Feral dogs have been seen chasing snow leopards and bears away from their prey. Growing populations of free-ranging dogs are becoming a real threat to wildlife in many parts of the snow leopard’s range. Liu Mingyu, a researcher in China, is tracking dogs with GPS collars to better understand their behavior – and eventually address the threat they pose.
This post originally appeared in National Geographic’s Cat Watch blog
The images are enough to make you stop in your tracks. A pack of feral dogs has cornered a frightened young brown bear. Another group of canines has chased away a snow leopard, the big cat’s long tail visible for a second before it disappears.
These photos illustrate what is rapidly becoming a real threat to snow leopards and their ecosystem – but also to the people living in these areas. In many parts of the snow leopard’s range, free-ranging dogs are hunting domestic livestock as well as wild prey species, or chasing native predators away from kills. As their numbers are growing, these problems have become more common. In India’s Spiti Valley, for instance, dogs may now be causing more damage to the local economy through livestock predation than snow leopards and wolves combined.
In order to address this emerging threat, we first need to understand these dogs, their populations, behavior, diet, and interactions with wildlife.
To gain these insights, Liu Mingyu, a young PhD student at Peking University is tracking several free-ranging dogs in China’s Three Rivers area, a key snow leopard habitat zone on the Tibetan Plateau, with GPS collars.
Mingyu’s work is made possible through the support of Partnership Funding by Fondation Segre, managed by Whitley Fund for Nature – a partnership program that is allowing promising young snow leopard researchers in multiple countries to get trained as future conservation leaders and contribute to our understanding of this endangered cat and its habitat, and the threats it is facing.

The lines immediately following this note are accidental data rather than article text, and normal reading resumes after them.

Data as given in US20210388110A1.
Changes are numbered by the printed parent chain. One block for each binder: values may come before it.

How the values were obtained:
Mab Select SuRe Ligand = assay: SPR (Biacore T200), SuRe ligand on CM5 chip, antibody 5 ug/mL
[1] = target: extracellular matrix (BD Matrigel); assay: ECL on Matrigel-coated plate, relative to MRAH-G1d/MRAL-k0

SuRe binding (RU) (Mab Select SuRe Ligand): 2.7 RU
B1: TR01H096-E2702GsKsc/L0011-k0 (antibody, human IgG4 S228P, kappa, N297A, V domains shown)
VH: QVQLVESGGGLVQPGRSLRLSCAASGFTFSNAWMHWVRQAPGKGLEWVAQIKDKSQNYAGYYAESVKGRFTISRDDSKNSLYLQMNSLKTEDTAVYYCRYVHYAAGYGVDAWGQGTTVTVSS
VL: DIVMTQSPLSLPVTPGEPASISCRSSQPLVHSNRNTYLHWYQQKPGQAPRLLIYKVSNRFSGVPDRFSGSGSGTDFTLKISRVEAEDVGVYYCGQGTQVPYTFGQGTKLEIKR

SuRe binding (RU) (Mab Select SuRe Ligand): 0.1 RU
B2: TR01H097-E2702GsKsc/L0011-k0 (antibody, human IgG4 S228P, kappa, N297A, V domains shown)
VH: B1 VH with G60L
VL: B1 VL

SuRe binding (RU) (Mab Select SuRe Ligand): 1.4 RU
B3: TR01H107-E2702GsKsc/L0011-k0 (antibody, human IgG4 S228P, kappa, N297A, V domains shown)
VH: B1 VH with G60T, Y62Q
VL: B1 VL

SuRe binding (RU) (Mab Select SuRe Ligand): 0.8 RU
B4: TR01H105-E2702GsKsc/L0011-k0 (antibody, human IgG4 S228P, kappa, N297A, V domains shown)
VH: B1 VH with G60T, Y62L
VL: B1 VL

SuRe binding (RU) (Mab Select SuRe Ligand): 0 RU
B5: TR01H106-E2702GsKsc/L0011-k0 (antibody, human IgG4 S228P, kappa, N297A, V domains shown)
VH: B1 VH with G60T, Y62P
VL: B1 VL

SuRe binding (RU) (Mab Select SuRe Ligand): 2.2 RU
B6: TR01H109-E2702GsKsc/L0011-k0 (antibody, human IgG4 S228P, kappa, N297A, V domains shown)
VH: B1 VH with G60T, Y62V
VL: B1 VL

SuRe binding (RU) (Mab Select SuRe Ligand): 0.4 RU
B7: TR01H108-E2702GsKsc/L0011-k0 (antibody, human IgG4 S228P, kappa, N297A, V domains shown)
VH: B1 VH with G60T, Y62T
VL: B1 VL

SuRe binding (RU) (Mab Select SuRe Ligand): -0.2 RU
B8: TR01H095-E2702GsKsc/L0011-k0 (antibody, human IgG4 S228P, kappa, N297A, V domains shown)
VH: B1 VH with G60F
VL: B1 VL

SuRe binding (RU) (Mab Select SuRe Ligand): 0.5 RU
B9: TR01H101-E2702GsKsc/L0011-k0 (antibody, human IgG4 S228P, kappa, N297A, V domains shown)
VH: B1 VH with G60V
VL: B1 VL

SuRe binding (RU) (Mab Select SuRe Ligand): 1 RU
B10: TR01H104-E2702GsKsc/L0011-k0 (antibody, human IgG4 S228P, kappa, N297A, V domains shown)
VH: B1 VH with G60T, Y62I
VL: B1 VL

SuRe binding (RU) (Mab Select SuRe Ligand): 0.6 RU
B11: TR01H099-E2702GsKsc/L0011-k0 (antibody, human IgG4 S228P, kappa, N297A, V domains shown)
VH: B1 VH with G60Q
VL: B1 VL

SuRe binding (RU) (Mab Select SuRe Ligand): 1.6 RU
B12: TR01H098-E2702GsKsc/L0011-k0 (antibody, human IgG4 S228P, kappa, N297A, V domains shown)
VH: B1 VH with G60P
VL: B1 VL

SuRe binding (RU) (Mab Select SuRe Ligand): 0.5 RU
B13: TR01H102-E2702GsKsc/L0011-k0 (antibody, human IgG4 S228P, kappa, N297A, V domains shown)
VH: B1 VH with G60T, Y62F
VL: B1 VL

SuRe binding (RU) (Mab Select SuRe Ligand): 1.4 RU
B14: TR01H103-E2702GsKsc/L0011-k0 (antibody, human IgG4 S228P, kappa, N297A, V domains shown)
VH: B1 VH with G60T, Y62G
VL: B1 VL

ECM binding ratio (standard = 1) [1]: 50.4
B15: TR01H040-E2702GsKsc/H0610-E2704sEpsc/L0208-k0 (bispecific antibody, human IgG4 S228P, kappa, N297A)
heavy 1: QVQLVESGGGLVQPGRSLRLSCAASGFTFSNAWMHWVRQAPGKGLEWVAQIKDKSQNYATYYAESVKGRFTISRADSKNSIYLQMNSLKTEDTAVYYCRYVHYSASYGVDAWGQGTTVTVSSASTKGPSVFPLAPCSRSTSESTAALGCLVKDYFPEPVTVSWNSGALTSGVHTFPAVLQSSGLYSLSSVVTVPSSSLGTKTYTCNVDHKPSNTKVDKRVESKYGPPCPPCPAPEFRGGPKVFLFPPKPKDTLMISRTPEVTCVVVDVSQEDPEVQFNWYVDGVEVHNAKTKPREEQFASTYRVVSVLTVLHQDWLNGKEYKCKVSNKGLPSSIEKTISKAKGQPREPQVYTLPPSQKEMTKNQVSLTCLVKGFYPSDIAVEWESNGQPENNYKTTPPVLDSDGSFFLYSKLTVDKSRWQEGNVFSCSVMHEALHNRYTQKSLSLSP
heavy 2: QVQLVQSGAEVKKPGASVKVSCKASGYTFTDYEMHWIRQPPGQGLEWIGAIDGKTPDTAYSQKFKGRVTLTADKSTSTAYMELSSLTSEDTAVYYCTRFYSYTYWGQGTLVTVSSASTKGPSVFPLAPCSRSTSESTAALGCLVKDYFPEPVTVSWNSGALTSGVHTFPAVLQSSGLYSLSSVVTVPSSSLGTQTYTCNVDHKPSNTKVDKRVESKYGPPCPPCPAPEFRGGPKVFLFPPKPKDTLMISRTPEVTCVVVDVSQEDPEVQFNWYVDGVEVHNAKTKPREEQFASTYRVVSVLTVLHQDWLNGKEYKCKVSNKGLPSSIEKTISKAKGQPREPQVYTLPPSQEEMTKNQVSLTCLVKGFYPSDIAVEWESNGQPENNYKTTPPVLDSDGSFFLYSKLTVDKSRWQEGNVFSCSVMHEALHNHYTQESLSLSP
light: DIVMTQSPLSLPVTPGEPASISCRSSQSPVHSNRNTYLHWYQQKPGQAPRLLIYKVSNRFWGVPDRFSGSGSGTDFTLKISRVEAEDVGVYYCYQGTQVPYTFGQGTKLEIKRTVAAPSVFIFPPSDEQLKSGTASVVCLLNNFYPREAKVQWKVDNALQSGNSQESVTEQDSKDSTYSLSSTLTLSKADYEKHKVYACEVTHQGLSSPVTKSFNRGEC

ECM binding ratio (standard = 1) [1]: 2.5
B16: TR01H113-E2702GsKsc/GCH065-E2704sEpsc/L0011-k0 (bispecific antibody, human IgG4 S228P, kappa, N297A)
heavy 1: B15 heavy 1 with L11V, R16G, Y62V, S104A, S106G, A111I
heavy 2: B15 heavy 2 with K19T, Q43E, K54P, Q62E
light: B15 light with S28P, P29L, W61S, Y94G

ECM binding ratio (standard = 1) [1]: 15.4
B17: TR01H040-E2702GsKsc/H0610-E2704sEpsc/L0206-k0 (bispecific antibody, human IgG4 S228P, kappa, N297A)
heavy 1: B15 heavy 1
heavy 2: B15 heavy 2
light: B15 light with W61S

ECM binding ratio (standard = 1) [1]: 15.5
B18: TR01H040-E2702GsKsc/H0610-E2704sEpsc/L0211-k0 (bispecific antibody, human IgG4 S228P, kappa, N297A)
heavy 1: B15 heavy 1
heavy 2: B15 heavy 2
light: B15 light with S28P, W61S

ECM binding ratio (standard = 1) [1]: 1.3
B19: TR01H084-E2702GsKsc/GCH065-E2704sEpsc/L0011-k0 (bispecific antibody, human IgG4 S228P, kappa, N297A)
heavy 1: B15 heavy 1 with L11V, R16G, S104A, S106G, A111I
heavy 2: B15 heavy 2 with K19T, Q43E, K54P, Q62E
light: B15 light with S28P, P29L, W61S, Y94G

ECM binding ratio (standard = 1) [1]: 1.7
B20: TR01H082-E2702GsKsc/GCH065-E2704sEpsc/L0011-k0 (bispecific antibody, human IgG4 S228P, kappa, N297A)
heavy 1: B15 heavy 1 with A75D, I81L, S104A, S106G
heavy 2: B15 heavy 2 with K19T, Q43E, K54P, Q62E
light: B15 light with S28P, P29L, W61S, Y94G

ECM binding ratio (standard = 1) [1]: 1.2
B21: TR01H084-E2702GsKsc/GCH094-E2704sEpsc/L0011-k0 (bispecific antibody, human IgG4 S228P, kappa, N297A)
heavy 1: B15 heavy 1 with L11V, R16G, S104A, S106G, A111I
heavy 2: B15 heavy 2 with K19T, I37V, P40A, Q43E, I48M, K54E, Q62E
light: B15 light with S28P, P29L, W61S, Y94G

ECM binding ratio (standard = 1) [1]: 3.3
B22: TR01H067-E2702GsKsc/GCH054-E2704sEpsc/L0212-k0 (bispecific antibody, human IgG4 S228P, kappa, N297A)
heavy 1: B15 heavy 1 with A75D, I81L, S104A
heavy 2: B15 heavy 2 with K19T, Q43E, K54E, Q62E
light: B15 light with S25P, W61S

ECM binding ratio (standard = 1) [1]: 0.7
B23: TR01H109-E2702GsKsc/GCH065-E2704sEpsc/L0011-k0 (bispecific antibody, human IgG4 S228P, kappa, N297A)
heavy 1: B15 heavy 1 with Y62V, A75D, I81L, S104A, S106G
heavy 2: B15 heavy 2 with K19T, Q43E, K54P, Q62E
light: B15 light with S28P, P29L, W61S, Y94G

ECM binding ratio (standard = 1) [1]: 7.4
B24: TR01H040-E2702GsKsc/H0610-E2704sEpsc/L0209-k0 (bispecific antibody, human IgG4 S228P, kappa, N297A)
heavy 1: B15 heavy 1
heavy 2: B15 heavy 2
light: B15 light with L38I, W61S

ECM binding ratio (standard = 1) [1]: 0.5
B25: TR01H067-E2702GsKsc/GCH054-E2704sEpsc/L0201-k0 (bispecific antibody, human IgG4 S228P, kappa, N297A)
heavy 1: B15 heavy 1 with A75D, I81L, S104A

“I want to understand how free-ranging dogs interact with and influence native carnivores like the snow leopard”, Mingyu says. In the Three Rivers area, feral dogs are often found near Buddhist temples, where they usually find plenty of food. But clearly, as his photos prove, some dogs venture out further from the temples at least occasionally and interact with the area’s wildlife.
To follow their movements, Mingyu decided to put GPS tracking collars on six dogs living near three temples. A few months after starting the experiment, he has analyzed preliminary data from two collared dogs.
While they have very different home ranges in terms of size (6.1 km2 and 1.4 km2 over the span of a month, respectively), both dogs appear to stay away from the area’s prime snow leopard habitat for the most part. “The dogs’ core home range doesn’t seem to overlap with snow leopards very much”, Mingyu says. “But the GPS data support what we’ve seen on photos: every now and then – presumably when they don’t find enough food – the dogs travel further for hunting and scavenging, and step into the home ranges of snow leopards.”
On those trips, the threat the dogs pose to snow leopards becomes most evident. But even when they’re not venturing into snow leopard habitat and clashing with the cats themselves, the free-ranging dogs are affecting the ecosystem, and wildlife in particular.